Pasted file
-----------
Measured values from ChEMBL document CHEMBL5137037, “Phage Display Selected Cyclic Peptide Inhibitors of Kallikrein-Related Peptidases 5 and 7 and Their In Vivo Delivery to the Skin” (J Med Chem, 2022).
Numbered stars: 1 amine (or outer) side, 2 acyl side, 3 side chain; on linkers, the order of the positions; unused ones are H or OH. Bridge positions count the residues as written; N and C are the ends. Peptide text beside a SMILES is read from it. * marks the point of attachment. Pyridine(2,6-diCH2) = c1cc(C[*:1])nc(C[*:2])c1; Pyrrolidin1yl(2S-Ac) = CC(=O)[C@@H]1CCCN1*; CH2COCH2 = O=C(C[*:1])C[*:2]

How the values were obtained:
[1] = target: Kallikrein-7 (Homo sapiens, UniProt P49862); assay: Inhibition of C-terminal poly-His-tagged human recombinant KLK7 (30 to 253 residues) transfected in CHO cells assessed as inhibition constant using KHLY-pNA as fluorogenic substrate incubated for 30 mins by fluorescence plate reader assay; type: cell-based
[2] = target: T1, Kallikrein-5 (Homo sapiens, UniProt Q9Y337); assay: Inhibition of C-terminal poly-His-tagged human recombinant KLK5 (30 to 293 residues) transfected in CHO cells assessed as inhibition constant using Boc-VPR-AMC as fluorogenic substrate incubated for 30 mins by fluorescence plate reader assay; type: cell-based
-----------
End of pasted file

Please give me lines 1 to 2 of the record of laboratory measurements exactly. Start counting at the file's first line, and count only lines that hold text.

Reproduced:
Measured values from ChEMBL document CHEMBL5137037, “Phage Display Selected Cyclic Peptide Inhibitors of Kallikrein-Related Peptidases 5 and 7 and Their In Vivo Delivery to the Skin” (J Med Chem, 2022).
Numbered stars: 1 amine (or outer) side, 2 acyl side, 3 side chain; on linkers, the order of the positions; unused ones are H or OH. Bridge positions count the residues as written; N and C are the ends. Peptide text beside a SMILES is read from it. * marks the point of attachment. Pyridine(2,6-diCH2) = c1cc(C[*:1])nc(C[*:2])c1; Pyrrolidin1yl(2S-Ac) = CC(=O)[C@@H]1CCCN1*; CH2COCH2 = O=C(C[*:1])C[*:2]